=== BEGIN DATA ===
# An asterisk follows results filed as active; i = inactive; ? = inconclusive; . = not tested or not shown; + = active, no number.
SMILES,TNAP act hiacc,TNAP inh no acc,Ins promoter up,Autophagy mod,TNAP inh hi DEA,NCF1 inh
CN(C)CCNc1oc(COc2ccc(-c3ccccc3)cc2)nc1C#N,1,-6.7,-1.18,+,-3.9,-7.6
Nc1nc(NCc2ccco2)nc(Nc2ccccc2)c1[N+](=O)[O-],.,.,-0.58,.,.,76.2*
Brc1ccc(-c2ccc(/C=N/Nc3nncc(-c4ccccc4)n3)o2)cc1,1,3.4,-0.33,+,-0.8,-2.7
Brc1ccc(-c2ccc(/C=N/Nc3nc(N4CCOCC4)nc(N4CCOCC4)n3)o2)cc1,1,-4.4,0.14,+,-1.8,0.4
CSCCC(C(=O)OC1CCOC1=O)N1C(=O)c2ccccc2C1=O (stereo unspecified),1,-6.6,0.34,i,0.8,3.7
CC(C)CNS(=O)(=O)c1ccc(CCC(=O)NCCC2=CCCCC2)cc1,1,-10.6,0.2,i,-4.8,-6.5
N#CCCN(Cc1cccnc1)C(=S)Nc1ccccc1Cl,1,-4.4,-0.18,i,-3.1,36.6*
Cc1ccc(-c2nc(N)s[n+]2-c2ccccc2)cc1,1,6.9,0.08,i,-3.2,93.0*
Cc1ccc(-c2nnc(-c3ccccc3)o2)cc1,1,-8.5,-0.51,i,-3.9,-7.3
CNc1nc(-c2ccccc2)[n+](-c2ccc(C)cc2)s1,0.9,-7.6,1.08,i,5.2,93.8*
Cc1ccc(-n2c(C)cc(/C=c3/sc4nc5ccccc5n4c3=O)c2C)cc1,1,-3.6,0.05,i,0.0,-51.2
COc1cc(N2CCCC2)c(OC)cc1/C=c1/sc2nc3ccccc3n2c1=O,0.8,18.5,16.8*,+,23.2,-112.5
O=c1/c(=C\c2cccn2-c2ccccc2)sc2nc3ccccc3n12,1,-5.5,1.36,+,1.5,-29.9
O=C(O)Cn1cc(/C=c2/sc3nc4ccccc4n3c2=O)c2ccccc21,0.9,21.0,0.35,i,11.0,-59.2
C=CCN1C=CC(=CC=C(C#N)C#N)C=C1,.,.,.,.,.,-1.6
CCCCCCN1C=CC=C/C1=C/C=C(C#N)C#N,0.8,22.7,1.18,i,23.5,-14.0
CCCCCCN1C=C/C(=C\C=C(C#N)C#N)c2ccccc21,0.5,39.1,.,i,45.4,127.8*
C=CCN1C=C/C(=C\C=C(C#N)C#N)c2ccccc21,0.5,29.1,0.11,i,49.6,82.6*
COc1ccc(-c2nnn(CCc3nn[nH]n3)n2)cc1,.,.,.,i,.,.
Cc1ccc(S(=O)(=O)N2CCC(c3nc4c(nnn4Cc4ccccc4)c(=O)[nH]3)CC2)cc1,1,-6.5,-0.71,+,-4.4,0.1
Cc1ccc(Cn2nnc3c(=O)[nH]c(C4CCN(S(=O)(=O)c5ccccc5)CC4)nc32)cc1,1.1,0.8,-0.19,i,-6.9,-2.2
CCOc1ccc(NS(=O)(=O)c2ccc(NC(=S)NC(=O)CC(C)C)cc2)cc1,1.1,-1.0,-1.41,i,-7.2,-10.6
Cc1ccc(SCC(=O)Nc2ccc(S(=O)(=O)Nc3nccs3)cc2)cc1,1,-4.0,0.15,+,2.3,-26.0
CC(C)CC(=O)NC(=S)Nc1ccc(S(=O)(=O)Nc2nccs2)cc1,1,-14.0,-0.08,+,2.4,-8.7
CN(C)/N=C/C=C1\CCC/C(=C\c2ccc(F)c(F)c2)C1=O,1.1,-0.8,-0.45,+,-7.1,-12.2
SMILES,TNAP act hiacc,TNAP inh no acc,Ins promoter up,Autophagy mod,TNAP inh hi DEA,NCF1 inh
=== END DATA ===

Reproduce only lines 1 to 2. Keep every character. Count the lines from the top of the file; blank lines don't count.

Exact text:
# An asterisk follows results filed as active; i = inactive; ? = inconclusive; . = not tested or not shown; + = active, no number.
SMILES,TNAP act hiacc,TNAP inh no acc,Ins promoter up,Autophagy mod,TNAP inh hi DEA,NCF1 inh